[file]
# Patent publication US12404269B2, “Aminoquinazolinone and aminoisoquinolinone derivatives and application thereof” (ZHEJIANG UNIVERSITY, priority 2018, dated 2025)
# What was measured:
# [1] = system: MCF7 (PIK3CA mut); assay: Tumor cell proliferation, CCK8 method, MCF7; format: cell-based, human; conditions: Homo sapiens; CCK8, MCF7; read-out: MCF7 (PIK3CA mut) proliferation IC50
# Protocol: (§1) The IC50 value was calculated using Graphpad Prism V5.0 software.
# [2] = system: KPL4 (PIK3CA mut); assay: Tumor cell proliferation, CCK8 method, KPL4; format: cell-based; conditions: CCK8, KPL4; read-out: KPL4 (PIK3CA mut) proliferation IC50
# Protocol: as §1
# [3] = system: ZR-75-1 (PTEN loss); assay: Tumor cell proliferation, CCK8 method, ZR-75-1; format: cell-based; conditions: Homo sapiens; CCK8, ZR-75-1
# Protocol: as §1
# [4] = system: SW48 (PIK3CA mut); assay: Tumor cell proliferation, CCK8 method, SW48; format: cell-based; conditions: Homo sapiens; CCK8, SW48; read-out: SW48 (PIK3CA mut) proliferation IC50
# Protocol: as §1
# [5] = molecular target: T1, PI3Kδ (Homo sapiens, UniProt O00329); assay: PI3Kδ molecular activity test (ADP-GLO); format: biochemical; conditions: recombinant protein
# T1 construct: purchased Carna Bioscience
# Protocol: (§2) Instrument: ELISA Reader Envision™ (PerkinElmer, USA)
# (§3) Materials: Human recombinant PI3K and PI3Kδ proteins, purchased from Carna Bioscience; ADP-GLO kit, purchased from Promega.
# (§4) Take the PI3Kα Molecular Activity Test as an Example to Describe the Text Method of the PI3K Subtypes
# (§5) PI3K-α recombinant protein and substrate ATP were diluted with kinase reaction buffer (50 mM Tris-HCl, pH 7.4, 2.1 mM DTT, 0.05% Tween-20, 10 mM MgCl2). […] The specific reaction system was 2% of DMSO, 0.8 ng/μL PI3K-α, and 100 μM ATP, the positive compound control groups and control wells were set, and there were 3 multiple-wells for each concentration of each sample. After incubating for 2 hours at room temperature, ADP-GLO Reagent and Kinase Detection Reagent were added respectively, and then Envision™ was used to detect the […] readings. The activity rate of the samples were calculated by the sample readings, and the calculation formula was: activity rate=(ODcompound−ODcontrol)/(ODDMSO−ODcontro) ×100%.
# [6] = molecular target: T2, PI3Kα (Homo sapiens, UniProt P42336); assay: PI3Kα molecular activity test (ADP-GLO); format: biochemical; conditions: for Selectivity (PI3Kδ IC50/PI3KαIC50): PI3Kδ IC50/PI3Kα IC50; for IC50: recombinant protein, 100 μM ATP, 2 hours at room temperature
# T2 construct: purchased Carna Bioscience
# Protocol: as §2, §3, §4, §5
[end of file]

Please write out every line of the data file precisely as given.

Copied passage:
# Patent publication US12404269B2, “Aminoquinazolinone and aminoisoquinolinone derivatives and application thereof” (ZHEJIANG UNIVERSITY, priority 2018, dated 2025)
# What was measured:
# [1] = system: MCF7 (PIK3CA mut); assay: Tumor cell proliferation, CCK8 method, MCF7; format: cell-based, human; conditions: Homo sapiens; CCK8, MCF7; read-out: MCF7 (PIK3CA mut) proliferation IC50
# Protocol: (§1) The IC50 value was calculated using Graphpad Prism V5.0 software.
# [2] = system: KPL4 (PIK3CA mut); assay: Tumor cell proliferation, CCK8 method, KPL4; format: cell-based; conditions: CCK8, KPL4; read-out: KPL4 (PIK3CA mut) proliferation IC50
# Protocol: as §1
# [3] = system: ZR-75-1 (PTEN loss); assay: Tumor cell proliferation, CCK8 method, ZR-75-1; format: cell-based; conditions: Homo sapiens; CCK8, ZR-75-1
# Protocol: as §1
# [4] = system: SW48 (PIK3CA mut); assay: Tumor cell proliferation, CCK8 method, SW48; format: cell-based; conditions: Homo sapiens; CCK8, SW48; read-out: SW48 (PIK3CA mut) proliferation IC50
# Protocol: as §1
# [5] = molecular target: T1, PI3Kδ (Homo sapiens, UniProt O00329); assay: PI3Kδ molecular activity test (ADP-GLO); format: biochemical; conditions: recombinant protein
# T1 construct: purchased Carna Bioscience
# Protocol: (§2) Instrument: ELISA Reader Envision™ (PerkinElmer, USA)
# (§3) Materials: Human recombinant PI3K and PI3Kδ proteins, purchased from Carna Bioscience; ADP-GLO kit, purchased from Promega.
# (§4) Take the PI3Kα Molecular Activity Test as an Example to Describe the Text Method of the PI3K Subtypes
# (§5) PI3K-α recombinant protein and substrate ATP were diluted with kinase reaction buffer (50 mM Tris-HCl, pH 7.4, 2.1 mM DTT, 0.05% Tween-20, 10 mM MgCl2). […] The specific reaction system was 2% of DMSO, 0.8 ng/μL PI3K-α, and 100 μM ATP, the positive compound control groups and control wells were set, and there were 3 multiple-wells for each concentration of each sample. After incubating for 2 hours at room temperature, ADP-GLO Reagent and Kinase Detection Reagent were added respectively, and then Envision™ was used to detect the […] readings. The activity rate of the samples were calculated by the sample readings, and the calculation formula was: activity rate=(ODcompound−ODcontrol)/(ODDMSO−ODcontro) ×100%.
# [6] = molecular target: T2, PI3Kα (Homo sapiens, UniProt P42336); assay: PI3Kα molecular activity test (ADP-GLO); format: biochemical; conditions: for Selectivity (PI3Kδ IC50/PI3KαIC50): PI3Kδ IC50/PI3Kα IC50; for IC50: recombinant protein, 100 μM ATP, 2 hours at room temperature
# T2 construct: purchased Carna Bioscience
# Protocol: as §2, §3, §4, §5